Episode 16: Burkhard on Qt Embedded Systems
Welcome to Episode 16 of my newsletter on Qt Embedded Systems!
This newsletter is a bit shorter than usual. I had too much on my hands this month: a full-time project, a license-compliance project on the side, preparing a talk, writing a post and more.
If you are an experienced freelance QML/Qt developer, I may have a gig for you (see below) on my current project: the operator terminal for a medical cleaning robot. If you are interested, let me know.
The Reading section offers powerful keyboard shortcuts for QtCreator, explains how to call C functions from C++, lets you achieve testing superpowers with approval tests and CLion and shows project managers and developers how to make the deadline.
Enjoy reading and stay safe - Burkhard 💜
My Blog Posts
This post is my third attempt to get cross-compilation with CMake from QtCreator right (see my first attempt and my second attempt). As all good things come in threes, I am pretty sure that I nailed it this time. I have successfully tested the script with the SDK of the SECO SBC-A62-J (quad-core i.MX6) and with the SDK of the Toradex Verdin i.MX8M Mini. Within 5 minutes, I was able to cross-build my Qt applications from QtCreator. Let me know your experience with the script.
A Freelance Gig
My current customer is looking for an experienced freelance QML/Qt developer (full-time and 100% remote). The developer would implement major parts of the GUI in a mostly self-dependent way. A detailed GUI design is available. The developer would work alongside the UX designers and me. I have been on the project since January.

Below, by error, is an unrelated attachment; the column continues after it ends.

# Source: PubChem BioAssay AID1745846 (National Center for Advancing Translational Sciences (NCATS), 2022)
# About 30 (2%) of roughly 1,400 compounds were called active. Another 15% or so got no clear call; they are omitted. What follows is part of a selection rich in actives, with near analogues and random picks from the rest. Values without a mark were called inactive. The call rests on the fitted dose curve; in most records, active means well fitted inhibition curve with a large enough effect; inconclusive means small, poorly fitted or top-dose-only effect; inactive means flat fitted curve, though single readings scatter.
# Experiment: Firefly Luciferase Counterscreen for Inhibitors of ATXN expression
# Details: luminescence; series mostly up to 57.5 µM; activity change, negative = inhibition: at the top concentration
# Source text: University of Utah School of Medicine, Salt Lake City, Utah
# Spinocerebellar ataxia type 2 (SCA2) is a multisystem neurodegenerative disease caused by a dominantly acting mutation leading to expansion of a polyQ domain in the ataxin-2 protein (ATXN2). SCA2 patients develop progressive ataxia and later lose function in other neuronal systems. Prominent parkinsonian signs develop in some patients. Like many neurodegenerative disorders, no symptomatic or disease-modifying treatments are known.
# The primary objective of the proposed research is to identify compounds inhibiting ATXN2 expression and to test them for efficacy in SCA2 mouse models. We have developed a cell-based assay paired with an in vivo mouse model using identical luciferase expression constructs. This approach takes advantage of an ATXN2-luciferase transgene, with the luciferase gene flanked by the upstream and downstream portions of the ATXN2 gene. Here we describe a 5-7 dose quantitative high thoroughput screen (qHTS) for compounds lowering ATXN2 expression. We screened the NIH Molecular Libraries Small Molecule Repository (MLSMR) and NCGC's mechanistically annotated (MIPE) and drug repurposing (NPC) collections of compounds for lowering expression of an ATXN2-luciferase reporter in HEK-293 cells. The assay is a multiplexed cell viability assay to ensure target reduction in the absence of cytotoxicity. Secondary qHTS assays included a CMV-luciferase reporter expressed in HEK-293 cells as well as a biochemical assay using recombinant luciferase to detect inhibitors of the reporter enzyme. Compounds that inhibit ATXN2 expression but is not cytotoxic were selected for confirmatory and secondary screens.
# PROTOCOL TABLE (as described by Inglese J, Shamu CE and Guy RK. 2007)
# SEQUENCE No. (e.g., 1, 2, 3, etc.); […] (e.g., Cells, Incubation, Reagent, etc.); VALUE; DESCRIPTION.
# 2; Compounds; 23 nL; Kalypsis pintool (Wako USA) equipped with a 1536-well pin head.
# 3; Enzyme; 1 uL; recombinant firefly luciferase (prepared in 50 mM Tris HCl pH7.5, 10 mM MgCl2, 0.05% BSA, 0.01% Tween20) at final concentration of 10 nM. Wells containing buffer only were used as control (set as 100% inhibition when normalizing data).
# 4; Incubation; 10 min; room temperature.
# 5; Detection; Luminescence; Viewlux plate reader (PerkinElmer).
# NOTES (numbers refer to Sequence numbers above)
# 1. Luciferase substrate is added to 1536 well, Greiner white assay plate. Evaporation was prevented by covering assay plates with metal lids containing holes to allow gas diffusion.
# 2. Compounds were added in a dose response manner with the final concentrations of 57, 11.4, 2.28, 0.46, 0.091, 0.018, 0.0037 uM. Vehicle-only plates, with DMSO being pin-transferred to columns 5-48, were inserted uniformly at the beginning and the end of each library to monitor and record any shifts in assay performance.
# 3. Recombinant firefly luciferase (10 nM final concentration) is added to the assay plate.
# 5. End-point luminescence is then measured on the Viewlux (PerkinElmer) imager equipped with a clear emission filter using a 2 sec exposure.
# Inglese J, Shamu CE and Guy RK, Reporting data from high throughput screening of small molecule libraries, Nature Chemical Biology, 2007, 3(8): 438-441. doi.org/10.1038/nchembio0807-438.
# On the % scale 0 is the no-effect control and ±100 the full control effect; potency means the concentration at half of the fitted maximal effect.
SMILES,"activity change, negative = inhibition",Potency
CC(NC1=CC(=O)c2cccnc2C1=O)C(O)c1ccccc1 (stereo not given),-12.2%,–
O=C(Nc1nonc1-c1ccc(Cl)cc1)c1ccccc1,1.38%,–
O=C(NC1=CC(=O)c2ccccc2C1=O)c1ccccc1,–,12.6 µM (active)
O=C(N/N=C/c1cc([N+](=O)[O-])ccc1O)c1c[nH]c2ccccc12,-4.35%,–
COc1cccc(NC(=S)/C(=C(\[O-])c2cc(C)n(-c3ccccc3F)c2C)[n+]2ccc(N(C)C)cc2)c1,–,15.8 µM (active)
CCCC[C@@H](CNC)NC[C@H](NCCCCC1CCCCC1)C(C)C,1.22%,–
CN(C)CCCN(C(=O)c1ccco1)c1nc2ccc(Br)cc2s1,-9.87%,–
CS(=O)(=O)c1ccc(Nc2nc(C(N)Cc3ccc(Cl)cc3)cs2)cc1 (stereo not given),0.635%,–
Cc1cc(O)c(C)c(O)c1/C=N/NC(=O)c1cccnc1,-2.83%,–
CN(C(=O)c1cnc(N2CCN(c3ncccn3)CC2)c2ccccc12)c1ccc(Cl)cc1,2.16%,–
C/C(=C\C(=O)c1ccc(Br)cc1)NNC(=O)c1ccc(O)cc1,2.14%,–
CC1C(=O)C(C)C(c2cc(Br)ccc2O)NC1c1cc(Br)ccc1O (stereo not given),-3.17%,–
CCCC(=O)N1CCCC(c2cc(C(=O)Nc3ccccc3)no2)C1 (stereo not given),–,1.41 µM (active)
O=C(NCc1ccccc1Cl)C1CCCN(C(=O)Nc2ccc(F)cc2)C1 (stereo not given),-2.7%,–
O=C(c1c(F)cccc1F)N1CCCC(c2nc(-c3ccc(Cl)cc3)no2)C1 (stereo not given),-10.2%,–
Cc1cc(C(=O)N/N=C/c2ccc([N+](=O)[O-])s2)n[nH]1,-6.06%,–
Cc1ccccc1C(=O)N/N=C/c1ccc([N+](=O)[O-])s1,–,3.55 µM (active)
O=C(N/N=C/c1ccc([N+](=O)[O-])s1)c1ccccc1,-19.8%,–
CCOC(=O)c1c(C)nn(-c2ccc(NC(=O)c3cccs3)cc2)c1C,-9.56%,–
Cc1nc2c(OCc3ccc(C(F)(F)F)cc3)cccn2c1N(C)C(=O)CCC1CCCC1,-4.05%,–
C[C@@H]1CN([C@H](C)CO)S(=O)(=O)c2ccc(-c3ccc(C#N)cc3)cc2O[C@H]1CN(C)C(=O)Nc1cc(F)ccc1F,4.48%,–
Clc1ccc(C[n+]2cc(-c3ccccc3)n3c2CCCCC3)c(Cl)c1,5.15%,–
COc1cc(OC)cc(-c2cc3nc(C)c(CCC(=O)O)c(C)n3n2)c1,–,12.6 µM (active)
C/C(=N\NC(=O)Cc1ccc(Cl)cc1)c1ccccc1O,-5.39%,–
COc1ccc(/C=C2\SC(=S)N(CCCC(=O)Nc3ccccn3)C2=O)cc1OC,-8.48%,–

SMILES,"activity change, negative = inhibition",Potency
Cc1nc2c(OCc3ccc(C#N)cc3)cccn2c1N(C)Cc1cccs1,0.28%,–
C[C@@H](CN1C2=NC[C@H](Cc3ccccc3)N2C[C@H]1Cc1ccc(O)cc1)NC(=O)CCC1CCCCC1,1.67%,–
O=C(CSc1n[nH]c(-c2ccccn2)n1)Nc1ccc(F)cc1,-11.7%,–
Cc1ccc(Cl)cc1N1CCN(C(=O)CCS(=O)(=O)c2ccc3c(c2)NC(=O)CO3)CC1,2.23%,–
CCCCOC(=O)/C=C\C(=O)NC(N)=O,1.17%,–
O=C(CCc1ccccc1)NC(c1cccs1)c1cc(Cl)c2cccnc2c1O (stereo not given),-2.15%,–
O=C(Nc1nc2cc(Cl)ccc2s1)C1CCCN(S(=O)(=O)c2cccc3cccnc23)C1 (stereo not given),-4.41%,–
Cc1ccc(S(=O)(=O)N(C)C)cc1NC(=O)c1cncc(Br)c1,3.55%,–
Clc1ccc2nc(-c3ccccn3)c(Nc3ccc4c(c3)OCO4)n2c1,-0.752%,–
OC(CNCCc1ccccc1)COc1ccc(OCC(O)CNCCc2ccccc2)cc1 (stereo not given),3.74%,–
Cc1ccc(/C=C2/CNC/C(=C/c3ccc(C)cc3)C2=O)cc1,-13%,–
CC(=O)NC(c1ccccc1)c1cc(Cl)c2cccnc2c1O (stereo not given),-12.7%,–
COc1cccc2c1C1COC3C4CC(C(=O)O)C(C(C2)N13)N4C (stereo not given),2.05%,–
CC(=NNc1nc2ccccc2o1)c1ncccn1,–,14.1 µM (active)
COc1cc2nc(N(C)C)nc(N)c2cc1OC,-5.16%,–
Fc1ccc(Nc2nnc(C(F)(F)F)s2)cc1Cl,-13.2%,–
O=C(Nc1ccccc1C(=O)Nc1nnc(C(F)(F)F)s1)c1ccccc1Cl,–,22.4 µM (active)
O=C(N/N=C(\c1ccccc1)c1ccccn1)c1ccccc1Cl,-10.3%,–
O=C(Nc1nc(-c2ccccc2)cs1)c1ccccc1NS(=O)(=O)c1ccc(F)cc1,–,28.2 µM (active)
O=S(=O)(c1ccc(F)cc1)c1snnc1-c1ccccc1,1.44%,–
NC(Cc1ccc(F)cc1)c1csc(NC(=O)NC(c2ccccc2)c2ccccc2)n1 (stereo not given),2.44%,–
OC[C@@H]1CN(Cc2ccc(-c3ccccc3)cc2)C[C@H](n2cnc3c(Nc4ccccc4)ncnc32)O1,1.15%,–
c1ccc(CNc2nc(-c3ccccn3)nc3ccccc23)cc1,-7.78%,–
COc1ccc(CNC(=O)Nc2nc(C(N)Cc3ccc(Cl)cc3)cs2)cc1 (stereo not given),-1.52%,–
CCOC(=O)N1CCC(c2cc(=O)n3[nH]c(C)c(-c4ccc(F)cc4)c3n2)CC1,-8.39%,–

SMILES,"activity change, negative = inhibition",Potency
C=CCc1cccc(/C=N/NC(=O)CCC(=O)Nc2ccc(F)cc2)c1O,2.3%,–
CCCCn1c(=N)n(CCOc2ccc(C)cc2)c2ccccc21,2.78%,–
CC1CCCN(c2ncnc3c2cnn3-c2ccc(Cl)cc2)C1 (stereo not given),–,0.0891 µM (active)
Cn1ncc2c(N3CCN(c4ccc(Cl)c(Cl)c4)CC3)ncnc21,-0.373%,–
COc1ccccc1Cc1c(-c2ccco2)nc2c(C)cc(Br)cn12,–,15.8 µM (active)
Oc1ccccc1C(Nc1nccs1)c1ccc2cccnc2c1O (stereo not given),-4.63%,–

Together we’d build a Display unit for a medical cleaning robot. The display unit runs on a Yocto-built Linux system powered by a Toradex Verdin i.MX8M Mini computer-on-module. The display talks to the robot via Bluetooth and to the cloud via an LTE modem. Users identify themselves with an RFID card. We’d use Kanban and make sure that every feature is well-tested and fully integrated with the rest of the system.
The full-time contract will start in May (probably even in April) and will run for 2-3 months (maybe longer). If you are interested, reply to this email and let me know why you are the one.
Qt Embedded Days, 13-14 April 2021 (organised by KDAB)
You can find a teaser of the available talks on the page Speakers 2021 (the page Program is still empty). My favourite talks so far are:
Dealing with physical units in modern C++ by Nikola Jelić (Zühlke). I hope it makes the conversion between metric and imperial units easier. I still get nightmares when I think of the ugly C++03 code I wrote for two harvester HMIs.
Simulator Training for Hardware Pilots – Case Study: simulating CAN-Bus attached hardware by Alexander Trica (Data Modul) and Kevin Krammer. For my two harvester terminals, I built very simple ECU simulators that exchanged CAN messages over a TCP connection with the terminal. Such simulators are helpful for integration tests. I am very curious how Alexander and Kevin tackled the problem.
Demystifying C++ for C embedded developers by Giuseppe D’Angelo (KDAB). I never miss a talk by Giuseppe. I always come out a lot smarter. Recently, I had to write some C code for a microcontroller. It was a real painful exercise: why is everything so long-winded! I was happy when I could return to my beloved C++.
My talk How to Set Up QtCreator for Cross-Compilation with CMake in 5 Minutes was accepted as well. I’ll show in a live demo that the 5 minutes are achievable. I had to withdraw my other talk How to Get the Architecture of Qt Embedded Systems Right, because I ran out of time.
Top 7 Shortcuts in Qt Creator (video) by Jesper Pedersen (KDAB)